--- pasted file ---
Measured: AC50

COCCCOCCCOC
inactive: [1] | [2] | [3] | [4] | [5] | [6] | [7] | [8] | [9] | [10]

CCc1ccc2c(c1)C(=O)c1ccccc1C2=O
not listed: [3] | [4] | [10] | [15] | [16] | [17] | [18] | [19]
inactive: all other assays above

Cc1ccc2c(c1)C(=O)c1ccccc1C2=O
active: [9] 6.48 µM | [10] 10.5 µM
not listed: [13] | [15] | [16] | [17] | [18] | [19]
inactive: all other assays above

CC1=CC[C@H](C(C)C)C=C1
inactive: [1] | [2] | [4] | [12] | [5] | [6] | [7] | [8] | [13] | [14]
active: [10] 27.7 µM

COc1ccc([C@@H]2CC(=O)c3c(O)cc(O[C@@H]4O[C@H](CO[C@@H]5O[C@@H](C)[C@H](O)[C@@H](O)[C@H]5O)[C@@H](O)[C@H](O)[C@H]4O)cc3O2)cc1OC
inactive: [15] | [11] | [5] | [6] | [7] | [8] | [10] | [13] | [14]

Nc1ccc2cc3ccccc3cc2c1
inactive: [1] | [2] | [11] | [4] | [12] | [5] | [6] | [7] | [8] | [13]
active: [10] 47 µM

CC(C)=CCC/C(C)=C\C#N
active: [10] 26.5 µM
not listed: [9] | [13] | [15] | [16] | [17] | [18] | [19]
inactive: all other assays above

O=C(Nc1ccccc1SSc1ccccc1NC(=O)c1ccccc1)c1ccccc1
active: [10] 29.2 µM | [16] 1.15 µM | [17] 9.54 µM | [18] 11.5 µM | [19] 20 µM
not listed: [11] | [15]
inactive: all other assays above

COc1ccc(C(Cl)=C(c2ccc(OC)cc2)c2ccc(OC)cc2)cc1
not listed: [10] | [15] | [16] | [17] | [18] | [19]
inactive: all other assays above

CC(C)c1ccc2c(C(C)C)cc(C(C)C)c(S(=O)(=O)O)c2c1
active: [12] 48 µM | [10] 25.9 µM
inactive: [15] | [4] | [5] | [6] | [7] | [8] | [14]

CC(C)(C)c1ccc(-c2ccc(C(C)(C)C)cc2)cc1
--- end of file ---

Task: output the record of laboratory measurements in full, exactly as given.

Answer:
Measured: AC50

COCCCOCCCOC
inactive: [1] | [2] | [3] | [4] | [5] | [6] | [7] | [8] | [9] | [10]

CCc1ccc2c(c1)C(=O)c1ccccc1C2=O
not listed: [3] | [4] | [10] | [15] | [16] | [17] | [18] | [19]
inactive: all other assays above

Cc1ccc2c(c1)C(=O)c1ccccc1C2=O
active: [9] 6.48 µM | [10] 10.5 µM
not listed: [13] | [15] | [16] | [17] | [18] | [19]
inactive: all other assays above

CC1=CC[C@H](C(C)C)C=C1
inactive: [1] | [2] | [4] | [12] | [5] | [6] | [7] | [8] | [13] | [14]
active: [10] 27.7 µM

COc1ccc([C@@H]2CC(=O)c3c(O)cc(O[C@@H]4O[C@H](CO[C@@H]5O[C@@H](C)[C@H](O)[C@@H](O)[C@H]5O)[C@@H](O)[C@H](O)[C@H]4O)cc3O2)cc1OC
inactive: [15] | [11] | [5] | [6] | [7] | [8] | [10] | [13] | [14]

Nc1ccc2cc3ccccc3cc2c1
inactive: [1] | [2] | [11] | [4] | [12] | [5] | [6] | [7] | [8] | [13]
active: [10] 47 µM

CC(C)=CCC/C(C)=C\C#N
active: [10] 26.5 µM
not listed: [9] | [13] | [15] | [16] | [17] | [18] | [19]
inactive: all other assays above

O=C(Nc1ccccc1SSc1ccccc1NC(=O)c1ccccc1)c1ccccc1
active: [10] 29.2 µM | [16] 1.15 µM | [17] 9.54 µM | [18] 11.5 µM | [19] 20 µM
not listed: [11] | [15]
inactive: all other assays above

COc1ccc(C(Cl)=C(c2ccc(OC)cc2)c2ccc(OC)cc2)cc1
not listed: [10] | [15] | [16] | [17] | [18] | [19]
inactive: all other assays above

CC(C)c1ccc2c(C(C)C)cc(C(C)C)c(S(=O)(=O)O)c2c1
active: [12] 48 µM | [10] 25.9 µM
inactive: [15] | [4] | [5] | [6] | [7] | [8] | [14]

CC(C)(C)c1ccc(-c2ccc(C(C)(C)C)cc2)cc1